Oncotarget

Research Papers: Immunology:

Signal-transducing adaptor protein-2 promotes generation of functional long-term memory CD8+ T cells by preventing terminal effector differentiation

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Oncotarget. 2017; 8:30766-30780. https://doi.org/10.18632/oncotarget.15403

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Daisuke Muraoka _, Naohiro Seo, Tae Hayashi, Chisaki Hyuga-Amaike, Kana Okamori, Isao Tawara, Naozumi Harada and Hiroshi Shiku

Abstract

Daisuke Muraoka1,2, Naohiro Seo1, Tae Hayashi1, Chisaki Hyuga-Amaike1, Kana Okamori1, Isao Tawara3, Naozumi Harada1 and Hiroshi Shiku1

1 Department of Immuno-Gene Therapy, Mie University Graduate School of Medicine, Mie, Japan

2 Center for Drug Discovery, Graduate School of Pharmaceutical Sciences, University of Shizuoka, Shizuoka, Japan

3 Department of Hematology and Oncology, Mie University Graduate School of Medicine, Mie, Japan

Correspondence to:

Daisuke Muraoka, email:

Hiroshi Shiku, email:

Keywords: memory T cell, CTL function, STAP2, STAT signaling, SOCS3, Immunology and Microbiology Section, Immune response, Immunity

Received: April 18, 2016 Accepted: February 01, 2017 Published: February 16, 2017

Abstract

Long-surviving memory CD8+ T cells generated by stimulation with appropriate tumor-associated antigens are the most aggressive and persistent tumoricidal effectors. In this event of memory CD8+ T cell development, the signal transducer and activator of transcription (STAT) proteins function as the crucial intracellular signaling molecules, but the regulatory mechanism of STATs in CD8+ T cells is not fully understood. In this study, we report for the first time, by using murine vaccination models, that signal-transducing adaptor protein-2 (STAP2) maintains the cytotoxicity of long-lived memory CD8+ T cells by controlling a STAT3/suppressor of cytokine signaling 3 (SOCS3) cascade. Following T cell activation, STAP2 expression was transiently reduced but was subsequently recovered and augmented. Analysis using small-interfering RNA (siRNA) demonstrated that restored STAP2 expression was associated with the activation of STAT3/SOCS3 signals and maintenance of cytotoxic T lymphocytes (CTLs) secondary responses by preventing their differentiation into terminal effector cells. Notably, this STAP2-dependent memory differentiation was observed in the spleen, but not in the lymph nodes (LNs). These findings indicate an essential role for STAP2 in the generation of a high-quality memory CD8+ CTLs periphery, and suggest the therapeutic potential of STAP2 in cancer patients.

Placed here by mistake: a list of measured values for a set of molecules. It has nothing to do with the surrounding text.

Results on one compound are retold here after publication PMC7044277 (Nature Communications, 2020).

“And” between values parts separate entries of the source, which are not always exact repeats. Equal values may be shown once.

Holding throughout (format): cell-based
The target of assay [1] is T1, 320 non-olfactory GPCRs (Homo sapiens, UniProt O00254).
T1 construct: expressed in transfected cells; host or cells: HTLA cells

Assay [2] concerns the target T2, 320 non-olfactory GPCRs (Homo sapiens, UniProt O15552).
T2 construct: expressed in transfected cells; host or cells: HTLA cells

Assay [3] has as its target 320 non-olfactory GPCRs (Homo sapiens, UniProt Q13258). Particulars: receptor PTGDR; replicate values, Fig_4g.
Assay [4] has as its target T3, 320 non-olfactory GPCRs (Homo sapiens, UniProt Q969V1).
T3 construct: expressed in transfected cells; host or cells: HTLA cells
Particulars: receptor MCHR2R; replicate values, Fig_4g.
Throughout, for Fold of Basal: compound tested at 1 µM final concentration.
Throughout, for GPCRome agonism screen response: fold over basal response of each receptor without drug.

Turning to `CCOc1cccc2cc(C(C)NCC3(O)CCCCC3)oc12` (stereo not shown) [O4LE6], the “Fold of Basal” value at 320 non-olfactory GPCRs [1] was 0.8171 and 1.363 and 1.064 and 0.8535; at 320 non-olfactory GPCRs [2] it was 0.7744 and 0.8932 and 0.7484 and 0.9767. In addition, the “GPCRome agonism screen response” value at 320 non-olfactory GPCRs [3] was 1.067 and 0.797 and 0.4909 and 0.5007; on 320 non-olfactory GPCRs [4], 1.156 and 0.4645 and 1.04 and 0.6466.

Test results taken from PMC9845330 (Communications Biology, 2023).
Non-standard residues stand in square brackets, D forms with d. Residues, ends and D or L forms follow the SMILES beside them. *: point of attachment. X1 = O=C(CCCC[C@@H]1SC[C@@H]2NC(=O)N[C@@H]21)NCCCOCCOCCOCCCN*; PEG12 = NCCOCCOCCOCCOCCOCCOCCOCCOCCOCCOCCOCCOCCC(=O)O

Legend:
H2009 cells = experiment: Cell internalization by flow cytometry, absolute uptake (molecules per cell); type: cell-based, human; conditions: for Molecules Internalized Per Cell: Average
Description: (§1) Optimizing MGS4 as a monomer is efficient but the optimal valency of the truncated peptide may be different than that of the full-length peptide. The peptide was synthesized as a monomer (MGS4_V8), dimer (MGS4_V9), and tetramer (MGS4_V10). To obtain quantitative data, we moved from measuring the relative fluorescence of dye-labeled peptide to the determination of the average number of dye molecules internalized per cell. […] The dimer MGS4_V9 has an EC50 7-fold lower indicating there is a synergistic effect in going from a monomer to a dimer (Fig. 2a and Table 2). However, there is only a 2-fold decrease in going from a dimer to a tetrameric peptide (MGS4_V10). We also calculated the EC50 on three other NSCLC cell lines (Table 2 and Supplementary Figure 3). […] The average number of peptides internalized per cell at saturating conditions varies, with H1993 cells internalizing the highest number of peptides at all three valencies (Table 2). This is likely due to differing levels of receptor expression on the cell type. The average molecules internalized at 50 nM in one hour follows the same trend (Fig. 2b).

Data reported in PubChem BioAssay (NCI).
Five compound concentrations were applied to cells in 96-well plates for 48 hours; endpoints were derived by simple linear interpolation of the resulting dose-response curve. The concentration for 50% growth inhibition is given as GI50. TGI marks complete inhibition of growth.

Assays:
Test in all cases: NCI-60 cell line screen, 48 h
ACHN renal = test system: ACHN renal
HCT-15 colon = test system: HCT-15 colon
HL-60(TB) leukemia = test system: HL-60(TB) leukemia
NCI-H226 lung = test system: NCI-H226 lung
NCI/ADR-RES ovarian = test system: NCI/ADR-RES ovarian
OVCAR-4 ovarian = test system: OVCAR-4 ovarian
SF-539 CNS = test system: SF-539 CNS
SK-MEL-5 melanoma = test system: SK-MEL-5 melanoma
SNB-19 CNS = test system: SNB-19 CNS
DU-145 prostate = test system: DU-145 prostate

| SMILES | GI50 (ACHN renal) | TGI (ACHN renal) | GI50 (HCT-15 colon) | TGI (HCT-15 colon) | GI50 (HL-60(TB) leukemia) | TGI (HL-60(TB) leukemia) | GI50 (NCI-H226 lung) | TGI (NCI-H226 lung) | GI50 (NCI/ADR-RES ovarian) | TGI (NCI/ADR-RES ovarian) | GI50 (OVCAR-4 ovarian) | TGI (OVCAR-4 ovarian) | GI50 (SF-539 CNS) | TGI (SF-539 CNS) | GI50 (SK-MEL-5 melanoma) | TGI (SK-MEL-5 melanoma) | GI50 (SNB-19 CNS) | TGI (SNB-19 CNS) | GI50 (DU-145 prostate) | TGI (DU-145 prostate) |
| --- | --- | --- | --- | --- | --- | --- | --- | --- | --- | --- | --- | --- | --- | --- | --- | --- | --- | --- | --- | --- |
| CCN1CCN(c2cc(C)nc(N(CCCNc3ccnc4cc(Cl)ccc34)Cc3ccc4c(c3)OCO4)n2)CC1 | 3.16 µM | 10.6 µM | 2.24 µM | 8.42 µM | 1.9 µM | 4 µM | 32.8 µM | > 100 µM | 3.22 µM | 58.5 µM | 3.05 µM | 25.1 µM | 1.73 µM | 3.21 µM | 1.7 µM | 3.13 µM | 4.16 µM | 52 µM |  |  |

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Introduction

Memory CD8+ CTLs play a central role in infection prophylaxis and surveillance against malignancy [1, 2]. When naive CD8+ T cells encounter microorganisms or tumor-derived antigens, they proliferate extensively and differentiate into the effector phenotype accompanied with vigorous cytokine production and strong catalytic ability. Most of them eventually undergo apoptosis a little while after differentiation into interleukin (IL)-7- effector T cells. [3-5] However, a small portion (5-10%) of these differentiates into the IL-7R+ memory phenotype, classified into stem cell memory T (Tscm) cells, central memory T (Tcm) cells, and effector memory T (Tem) cells on the basis of cell surface markers, proliferation activity, and cytotoxicity. [6-8] Memory T cells exhibit persistent growth following rapid response to antigen reencounter compared with temporal effector T cells, suggesting the importance of elucidating the molecular mechanisms of memory T cell differentiation in the development of immunotherapy with prolonged tumoricidal effects [7-9].

Formation of memory CD8+ T cells is controlled by several factors such as antigen stimulation, cytokines, transcription factors, and metabolism [8, 10-12]. Specific cytokine signals regulate CD8+ T cell differentiation and memory formation as follows: IL-7 and IL-15 promote CD8+ memory T cell survival and self-renewal [13], IL-2 controls the balance of memory and effector T cell differentiation by regulating eomesodermin (Eomes) expression [5], and IL-10 and IL-21 signals are crucial for the formation of mature self-renewing memory T cells in a B cell lymphoma-6-mediated manner [14].

STATs play an essential role in the regulation of CD8+ memory T cell differentiation via cytokine signaling and cytokine production in antigen-stimulated CD8+ T cells. For example, during memory T cell differentiation, STAT5 or STAT3 is required for signaling via IL-2, IL-7, and IL-15, or IL-10 and IL-21, respectively [5], [14-16], SOCS family proteins act as an intracellular regulator of STAT signals. IL-12/STAT4 signal-mediated induction of SOCS5 inhibits STAT6 signals, resulting in suppression of Th2 cell development, whereas, SOCS3 induced by IL-4/STAT6 signals downregulates Th1 differentiation by modulating IL-12/STAT4 signals. [17], [18] Inhibition of IL-12/STAT4 signals by SOCS3 promotes functional memory CD8+ T cell maturation. However, the molecular mechanisms regulating these signals by intracellular molecules such as adaptor proteins remain to be elucidated.

STAP2 is a signal adaptor protein that contains an N-terminal pleckstrin homology (PH) domain and a region that is distantly related to the Src homology 2 (SH2) domain. The PH and SH2 domains, and the YXXQ motifs in STAP2 bind to focal adhesion kinase, IκB kinases, myeloid differentiation primary response gene 88, STAT5, latent infection membrane protein 1, and STAT3. [19-22] Previous studies have shown that STAP2 attenuates IL-2-dependent and TCR-mediated proliferation of thymocytes and enhances stromal cell-derived factor-1α-induced T cell migration. [22, 23] STAP2 has also been reported to induce strong immune responses to lipopolysaccharide or inflammatory cytokines such as IL-6 in hepatocytes due to enhanced IL-6/STAT3 signaling. [19]